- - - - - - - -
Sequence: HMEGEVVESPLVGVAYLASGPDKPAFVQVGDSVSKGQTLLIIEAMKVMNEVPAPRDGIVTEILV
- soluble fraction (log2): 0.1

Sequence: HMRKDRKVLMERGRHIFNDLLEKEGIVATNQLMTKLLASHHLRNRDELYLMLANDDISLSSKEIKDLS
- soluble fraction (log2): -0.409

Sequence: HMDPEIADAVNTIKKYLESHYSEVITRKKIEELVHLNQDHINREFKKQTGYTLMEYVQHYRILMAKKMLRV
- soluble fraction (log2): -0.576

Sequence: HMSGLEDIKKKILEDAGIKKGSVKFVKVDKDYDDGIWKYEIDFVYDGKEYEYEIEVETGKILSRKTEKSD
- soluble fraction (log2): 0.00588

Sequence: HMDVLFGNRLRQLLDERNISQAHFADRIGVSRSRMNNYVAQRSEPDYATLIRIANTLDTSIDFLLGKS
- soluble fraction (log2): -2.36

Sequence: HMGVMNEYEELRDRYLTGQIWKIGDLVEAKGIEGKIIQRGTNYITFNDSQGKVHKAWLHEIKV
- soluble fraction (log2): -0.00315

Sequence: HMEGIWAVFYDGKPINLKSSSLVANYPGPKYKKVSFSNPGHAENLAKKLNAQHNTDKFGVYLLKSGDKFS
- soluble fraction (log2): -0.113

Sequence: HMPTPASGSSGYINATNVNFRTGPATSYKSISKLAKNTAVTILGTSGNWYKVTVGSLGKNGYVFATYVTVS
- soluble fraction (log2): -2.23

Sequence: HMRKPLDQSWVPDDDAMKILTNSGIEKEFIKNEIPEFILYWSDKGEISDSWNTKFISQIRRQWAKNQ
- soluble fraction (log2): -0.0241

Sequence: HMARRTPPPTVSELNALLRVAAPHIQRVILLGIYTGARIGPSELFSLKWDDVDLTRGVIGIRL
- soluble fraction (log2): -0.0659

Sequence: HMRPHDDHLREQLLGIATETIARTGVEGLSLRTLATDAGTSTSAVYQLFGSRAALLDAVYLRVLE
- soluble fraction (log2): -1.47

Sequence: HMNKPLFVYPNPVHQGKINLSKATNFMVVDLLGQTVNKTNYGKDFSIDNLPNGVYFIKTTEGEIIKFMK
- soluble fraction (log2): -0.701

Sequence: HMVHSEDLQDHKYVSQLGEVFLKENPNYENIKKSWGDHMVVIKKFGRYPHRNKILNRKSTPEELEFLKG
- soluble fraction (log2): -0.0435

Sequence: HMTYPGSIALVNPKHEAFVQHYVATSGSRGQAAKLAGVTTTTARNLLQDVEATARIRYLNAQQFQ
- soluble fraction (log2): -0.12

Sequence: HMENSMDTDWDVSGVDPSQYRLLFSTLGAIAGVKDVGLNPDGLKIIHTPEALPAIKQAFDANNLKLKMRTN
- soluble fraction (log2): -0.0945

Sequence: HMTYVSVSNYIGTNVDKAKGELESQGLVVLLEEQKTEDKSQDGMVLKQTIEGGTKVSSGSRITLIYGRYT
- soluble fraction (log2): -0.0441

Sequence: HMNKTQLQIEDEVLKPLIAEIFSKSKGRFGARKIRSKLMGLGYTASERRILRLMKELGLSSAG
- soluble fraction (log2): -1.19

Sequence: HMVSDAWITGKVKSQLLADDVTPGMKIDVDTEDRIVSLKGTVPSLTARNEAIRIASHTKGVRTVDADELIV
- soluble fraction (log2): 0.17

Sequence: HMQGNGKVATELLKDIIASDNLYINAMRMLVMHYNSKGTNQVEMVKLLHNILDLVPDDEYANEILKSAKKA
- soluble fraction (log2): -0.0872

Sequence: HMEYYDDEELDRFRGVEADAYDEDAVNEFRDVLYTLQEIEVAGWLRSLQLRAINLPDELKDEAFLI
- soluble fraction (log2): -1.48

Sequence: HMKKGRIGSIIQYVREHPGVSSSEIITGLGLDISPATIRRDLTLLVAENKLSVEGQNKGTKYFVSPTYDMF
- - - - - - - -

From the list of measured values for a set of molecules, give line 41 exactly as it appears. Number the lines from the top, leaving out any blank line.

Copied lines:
Sequence: HMKKGRIGSIIQYVREHPGVSSSEIITGLGLDISPATIRRDLTLLVAENKLSVEGQNKGTKYFVSPTYDMF